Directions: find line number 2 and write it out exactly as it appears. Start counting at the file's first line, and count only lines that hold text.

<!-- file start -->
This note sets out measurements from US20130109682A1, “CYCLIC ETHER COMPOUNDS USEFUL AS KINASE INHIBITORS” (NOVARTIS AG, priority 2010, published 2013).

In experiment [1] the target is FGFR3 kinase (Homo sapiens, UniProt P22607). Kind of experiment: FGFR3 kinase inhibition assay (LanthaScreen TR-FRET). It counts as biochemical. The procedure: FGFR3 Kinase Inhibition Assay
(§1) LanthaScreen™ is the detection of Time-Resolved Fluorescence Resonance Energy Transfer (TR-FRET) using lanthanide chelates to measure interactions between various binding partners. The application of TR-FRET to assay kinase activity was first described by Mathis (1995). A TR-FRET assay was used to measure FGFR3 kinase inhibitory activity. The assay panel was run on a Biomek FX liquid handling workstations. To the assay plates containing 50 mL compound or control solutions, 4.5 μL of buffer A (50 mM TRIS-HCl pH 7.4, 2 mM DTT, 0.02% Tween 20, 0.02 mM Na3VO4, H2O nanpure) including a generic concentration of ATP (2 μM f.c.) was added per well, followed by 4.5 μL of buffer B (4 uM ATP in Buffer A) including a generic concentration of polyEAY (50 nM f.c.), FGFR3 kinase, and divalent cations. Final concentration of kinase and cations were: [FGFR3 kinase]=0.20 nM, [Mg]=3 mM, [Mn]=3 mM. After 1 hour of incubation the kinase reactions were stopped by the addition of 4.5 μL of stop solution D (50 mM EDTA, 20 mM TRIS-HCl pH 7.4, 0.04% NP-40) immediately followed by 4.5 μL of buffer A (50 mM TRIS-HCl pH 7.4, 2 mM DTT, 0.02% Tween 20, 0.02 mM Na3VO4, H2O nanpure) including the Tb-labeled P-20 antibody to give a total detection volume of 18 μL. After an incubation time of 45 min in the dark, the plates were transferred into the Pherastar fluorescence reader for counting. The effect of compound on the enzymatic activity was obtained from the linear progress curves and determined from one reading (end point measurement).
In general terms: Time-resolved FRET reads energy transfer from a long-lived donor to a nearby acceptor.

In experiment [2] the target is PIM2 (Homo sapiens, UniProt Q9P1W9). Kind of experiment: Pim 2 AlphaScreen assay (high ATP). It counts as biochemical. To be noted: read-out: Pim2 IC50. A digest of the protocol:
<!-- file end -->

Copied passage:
In experiment [1] the target is FGFR3 kinase (Homo sapiens, UniProt P22607). Kind of experiment: FGFR3 kinase inhibition assay (LanthaScreen TR-FRET). It counts as biochemical. The procedure: FGFR3 Kinase Inhibition Assay